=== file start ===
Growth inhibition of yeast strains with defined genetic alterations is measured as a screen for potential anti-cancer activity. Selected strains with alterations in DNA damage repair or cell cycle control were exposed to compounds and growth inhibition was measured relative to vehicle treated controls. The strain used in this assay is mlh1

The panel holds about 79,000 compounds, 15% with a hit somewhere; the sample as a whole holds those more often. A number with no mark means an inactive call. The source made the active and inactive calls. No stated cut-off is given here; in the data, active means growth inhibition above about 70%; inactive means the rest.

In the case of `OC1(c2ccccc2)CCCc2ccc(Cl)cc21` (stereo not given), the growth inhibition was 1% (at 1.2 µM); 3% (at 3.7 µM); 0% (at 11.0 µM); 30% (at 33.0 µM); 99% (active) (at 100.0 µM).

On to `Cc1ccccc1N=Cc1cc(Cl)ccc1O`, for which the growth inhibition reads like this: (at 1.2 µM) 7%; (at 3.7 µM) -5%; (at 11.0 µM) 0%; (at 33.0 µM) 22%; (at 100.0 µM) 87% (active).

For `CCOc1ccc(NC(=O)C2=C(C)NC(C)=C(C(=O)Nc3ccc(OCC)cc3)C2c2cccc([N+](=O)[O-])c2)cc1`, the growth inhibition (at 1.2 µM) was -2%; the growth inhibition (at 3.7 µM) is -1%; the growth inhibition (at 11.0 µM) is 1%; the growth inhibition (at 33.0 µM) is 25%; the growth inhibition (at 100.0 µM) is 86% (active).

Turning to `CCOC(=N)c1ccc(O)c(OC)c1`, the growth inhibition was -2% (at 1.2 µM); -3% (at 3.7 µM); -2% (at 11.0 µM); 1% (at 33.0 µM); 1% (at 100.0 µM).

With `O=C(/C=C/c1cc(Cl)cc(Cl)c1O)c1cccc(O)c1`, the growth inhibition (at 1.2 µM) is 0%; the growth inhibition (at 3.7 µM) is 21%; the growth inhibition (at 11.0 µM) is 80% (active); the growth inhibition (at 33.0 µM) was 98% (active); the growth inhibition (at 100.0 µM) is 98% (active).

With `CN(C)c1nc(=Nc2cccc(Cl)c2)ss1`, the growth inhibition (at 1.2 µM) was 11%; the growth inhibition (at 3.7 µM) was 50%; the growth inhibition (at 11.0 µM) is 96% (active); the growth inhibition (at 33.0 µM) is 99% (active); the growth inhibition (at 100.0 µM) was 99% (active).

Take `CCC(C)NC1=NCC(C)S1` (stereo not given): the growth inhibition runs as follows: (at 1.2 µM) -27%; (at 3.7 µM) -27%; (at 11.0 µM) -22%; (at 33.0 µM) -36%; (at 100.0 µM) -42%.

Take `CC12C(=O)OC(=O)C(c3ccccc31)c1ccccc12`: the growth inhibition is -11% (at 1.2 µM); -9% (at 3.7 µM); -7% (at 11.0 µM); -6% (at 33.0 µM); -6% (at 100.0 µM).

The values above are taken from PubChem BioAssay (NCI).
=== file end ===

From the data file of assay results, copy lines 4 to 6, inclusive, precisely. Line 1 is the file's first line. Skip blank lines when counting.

On to `Cc1ccccc1N=Cc1cc(Cl)ccc1O`, for which the growth inhibition reads like this: (at 1.2 µM) 7%; (at 3.7 µM) -5%; (at 11.0 µM) 0%; (at 33.0 µM) 22%; (at 100.0 µM) 87% (active).

For `CCOc1ccc(NC(=O)C2=C(C)NC(C)=C(C(=O)Nc3ccc(OCC)cc3)C2c2cccc([N+](=O)[O-])c2)cc1`, the growth inhibition (at 1.2 µM) was -2%; the growth inhibition (at 3.7 µM) is -1%; the growth inhibition (at 11.0 µM) is 1%; the growth inhibition (at 33.0 µM) is 25%; the growth inhibition (at 100.0 µM) is 86% (active).

Turning to `CCOC(=N)c1ccc(O)c(OC)c1`, the growth inhibition was -2% (at 1.2 µM); -3% (at 3.7 µM); -2% (at 11.0 µM); 1% (at 33.0 µM); 1% (at 100.0 µM).